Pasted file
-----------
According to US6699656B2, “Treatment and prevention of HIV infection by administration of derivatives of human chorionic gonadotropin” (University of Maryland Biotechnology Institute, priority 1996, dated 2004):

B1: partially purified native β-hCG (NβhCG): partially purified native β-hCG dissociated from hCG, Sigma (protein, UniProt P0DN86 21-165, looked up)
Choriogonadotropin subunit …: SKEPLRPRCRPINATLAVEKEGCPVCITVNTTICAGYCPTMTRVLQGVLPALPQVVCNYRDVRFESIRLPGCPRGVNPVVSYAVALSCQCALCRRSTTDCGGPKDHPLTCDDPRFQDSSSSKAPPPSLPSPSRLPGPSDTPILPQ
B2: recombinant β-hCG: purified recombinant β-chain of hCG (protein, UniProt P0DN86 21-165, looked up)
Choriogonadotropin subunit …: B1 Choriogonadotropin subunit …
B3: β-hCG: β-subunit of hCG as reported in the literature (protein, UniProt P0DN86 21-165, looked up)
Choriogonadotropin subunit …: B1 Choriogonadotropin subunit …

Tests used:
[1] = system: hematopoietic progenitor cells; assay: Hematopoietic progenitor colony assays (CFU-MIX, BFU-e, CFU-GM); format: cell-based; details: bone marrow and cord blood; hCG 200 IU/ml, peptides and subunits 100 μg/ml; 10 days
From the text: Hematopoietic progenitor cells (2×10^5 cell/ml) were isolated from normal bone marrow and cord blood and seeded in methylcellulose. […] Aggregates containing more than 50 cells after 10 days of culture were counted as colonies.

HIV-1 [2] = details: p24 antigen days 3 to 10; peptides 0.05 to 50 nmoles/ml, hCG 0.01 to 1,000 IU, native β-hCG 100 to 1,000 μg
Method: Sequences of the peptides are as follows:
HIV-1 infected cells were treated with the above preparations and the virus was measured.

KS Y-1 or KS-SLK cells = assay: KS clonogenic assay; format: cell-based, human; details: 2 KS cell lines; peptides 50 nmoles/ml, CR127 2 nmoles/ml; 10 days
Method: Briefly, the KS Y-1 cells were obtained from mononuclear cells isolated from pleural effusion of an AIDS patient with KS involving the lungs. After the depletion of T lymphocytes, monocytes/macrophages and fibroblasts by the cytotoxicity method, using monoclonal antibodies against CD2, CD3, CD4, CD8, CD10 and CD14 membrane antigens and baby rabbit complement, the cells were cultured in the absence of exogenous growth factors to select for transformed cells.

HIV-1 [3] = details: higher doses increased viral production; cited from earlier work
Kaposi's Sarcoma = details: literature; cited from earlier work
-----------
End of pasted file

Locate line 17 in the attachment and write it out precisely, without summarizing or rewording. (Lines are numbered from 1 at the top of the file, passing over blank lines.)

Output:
Kaposi's Sarcoma = details: literature; cited from earlier work